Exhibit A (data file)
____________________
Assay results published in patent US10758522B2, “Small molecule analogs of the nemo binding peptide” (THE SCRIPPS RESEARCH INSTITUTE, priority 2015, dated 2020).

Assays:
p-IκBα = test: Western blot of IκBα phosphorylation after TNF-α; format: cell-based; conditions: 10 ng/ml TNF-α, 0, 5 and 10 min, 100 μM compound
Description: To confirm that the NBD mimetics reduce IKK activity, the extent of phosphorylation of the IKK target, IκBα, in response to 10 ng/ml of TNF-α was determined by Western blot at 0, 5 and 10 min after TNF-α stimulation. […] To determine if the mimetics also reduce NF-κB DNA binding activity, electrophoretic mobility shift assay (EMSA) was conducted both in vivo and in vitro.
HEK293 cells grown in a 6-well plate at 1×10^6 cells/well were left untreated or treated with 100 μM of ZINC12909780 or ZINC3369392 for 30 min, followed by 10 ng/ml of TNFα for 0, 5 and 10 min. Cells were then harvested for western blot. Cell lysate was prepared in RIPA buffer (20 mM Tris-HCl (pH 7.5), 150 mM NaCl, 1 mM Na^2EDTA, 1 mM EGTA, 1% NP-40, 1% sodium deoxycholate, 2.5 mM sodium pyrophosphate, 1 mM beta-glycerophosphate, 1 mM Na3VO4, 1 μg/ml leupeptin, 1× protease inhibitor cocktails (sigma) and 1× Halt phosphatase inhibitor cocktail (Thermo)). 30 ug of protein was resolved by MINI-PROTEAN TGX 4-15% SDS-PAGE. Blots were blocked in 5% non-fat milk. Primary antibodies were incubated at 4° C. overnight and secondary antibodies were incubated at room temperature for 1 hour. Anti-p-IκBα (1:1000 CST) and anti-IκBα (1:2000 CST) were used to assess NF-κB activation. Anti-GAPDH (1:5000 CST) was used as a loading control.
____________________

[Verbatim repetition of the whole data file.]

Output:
Assay results published in patent US10758522B2, “Small molecule analogs of the nemo binding peptide” (THE SCRIPPS RESEARCH INSTITUTE, priority 2015, dated 2020).

Assays:
p-IκBα = test: Western blot of IκBα phosphorylation after TNF-α; format: cell-based; conditions: 10 ng/ml TNF-α, 0, 5 and 10 min, 100 μM compound
Description: To confirm that the NBD mimetics reduce IKK activity, the extent of phosphorylation of the IKK target, IκBα, in response to 10 ng/ml of TNF-α was determined by Western blot at 0, 5 and 10 min after TNF-α stimulation. […] To determine if the mimetics also reduce NF-κB DNA binding activity, electrophoretic mobility shift assay (EMSA) was conducted both in vivo and in vitro.
HEK293 cells grown in a 6-well plate at 1×10^6 cells/well were left untreated or treated with 100 μM of ZINC12909780 or ZINC3369392 for 30 min, followed by 10 ng/ml of TNFα for 0, 5 and 10 min. Cells were then harvested for western blot. Cell lysate was prepared in RIPA buffer (20 mM Tris-HCl (pH 7.5), 150 mM NaCl, 1 mM Na^2EDTA, 1 mM EGTA, 1% NP-40, 1% sodium deoxycholate, 2.5 mM sodium pyrophosphate, 1 mM beta-glycerophosphate, 1 mM Na3VO4, 1 μg/ml leupeptin, 1× protease inhibitor cocktails (sigma) and 1× Halt phosphatase inhibitor cocktail (Thermo)). 30 ug of protein was resolved by MINI-PROTEAN TGX 4-15% SDS-PAGE. Blots were blocked in 5% non-fat milk. Primary antibodies were incubated at 4° C. overnight and secondary antibodies were incubated at room temperature for 1 hour. Anti-p-IκBα (1:1000 CST) and anti-IκBα (1:2000 CST) were used to assess NF-κB activation. Anti-GAPDH (1:5000 CST) was used as a loading control.